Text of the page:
Posts tagged #Silicon Valley

Is Social Media Addiction The Next American Mental Health Crisis?

There is a growing debate among Congress and the political pundit class on whether the Trump administration should consider breaking up the tech titans or if Congress should pass new regulations on Facebook, Google, Twitter and just for the fun of it, I’ll mention MySpace in this conversation as well. Yes, MySpace still exists. No, I don’t know anyone who uses it.

While freedom of speech issues on social networks and the possible breaking up of the Silicon Valley giants are both topics of great importance, the mental health issues that are being caused by social media use is equally as important.

Recent studies report a rise in levels of anxiety and depression among teenage and young adult users of social media. The BBC reported on a study published in the journal Computers in Human Behavior that found participants who said they use seven or more social networks were more than three times as those that use between zero-two platforms to have higher levels of general anxiety symptoms.

 A study in the Clinical Psychological Science journal with a sample of over 500,000 U.S. adolescents in grades 8-12, found that between 2010-2015 there was an increased rate of depressive symptoms and suicide-related outcomes among those who spent more time on social media and smartphones with these participants reporting more mental health issues than those that spent time on non-screen activities.

Researchers from Boston University School of Medicine’s Department of Dermatology discussed the growing trend of people seeking surgery to make their face be more appealing for selfies. In 2017, the American Academy of Facial Plastic and Reconstructive Surgery found that 55 percent of surgeons mentioned having patients that were seeking surgery procedures due to social media. 

These are just some of the many recent academic and mainstream press stories on the growing trend of mental health issues due to social media use. However, none of this should come as a surprise.

If you have spent any time on a social media platform, then you have encountered someone that is obsessed with likes, swipes and follows. Or, maybe you are the person that is spending hours per day trying to become social media famous.

This is not healthy behavior as research and common sense continues to prove. We have a generation of fame-obsessed teens and college students that I am afraid are becoming only more infatuated with fleeting social media fame. This behavior could be not only bad for their mental health but their physical health as well. If you browse YouTube, you’ll find videos of teenagers trying very dangerous stunts in an attempt to go viral.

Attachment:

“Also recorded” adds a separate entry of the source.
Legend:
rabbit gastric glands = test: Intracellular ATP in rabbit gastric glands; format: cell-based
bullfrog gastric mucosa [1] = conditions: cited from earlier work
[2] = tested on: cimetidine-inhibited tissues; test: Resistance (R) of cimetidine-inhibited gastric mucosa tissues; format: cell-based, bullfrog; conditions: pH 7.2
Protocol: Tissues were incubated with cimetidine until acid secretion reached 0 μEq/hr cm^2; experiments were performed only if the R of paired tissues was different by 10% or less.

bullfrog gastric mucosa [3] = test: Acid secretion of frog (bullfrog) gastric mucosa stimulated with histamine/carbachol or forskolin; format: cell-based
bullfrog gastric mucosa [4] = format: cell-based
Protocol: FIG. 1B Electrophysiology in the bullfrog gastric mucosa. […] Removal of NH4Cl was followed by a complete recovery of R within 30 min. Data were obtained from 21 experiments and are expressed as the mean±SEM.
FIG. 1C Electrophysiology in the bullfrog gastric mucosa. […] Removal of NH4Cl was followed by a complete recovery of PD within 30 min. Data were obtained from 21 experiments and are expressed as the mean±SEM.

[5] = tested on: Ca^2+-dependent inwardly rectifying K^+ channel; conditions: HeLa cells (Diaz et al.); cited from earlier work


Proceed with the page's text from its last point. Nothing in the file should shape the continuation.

The next time Congress holds hearings concerning social media and freedom of speech on these platforms and regulation, I hope Senators will also hold the wizards of Silicon Valley’s feet to the fire concerning their highly addictive products.

It’s not all Mark Zuckerberg’s fault. Healthy behaviors should start at home and in schools, but it’s time social media companies do more to help turn the tide of mental health issues that their products are no doubt partially contributing to in young adults.

Helping teens and young adults have less mental health issues is something we all can give a thumbs up to.

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How To Fix Facebook Before Users "Unfriend" Zuckerberg's Creation En Masse

Facebook is a mess right now.

The Mark Zuckerberg social giant is currently in the middle of multiple controversies that range from top executives leaving the company, to privacy concerns among a multitude of users, to talks of investigations into antitrust violations from Capitol Hill.

It seems the company is getting it from all sides and that many are wanting to “unfriend” them.

From a user standpoint, fixing Facebook isn’t as complicated as it may seem.

In fact, it’s a very simple solution.

Facebook users are becoming increasingly concerned with what personal data the company is obtaining and for what purposes they are using their data.

If Facebook wants to calm user’s fears, the social network should give users greater control over how their data is used. This would include providing more controls over how their data is used for advertising purposes and provide more opt-in and opt-out policies for consumers that would allow them to decide how their data is used.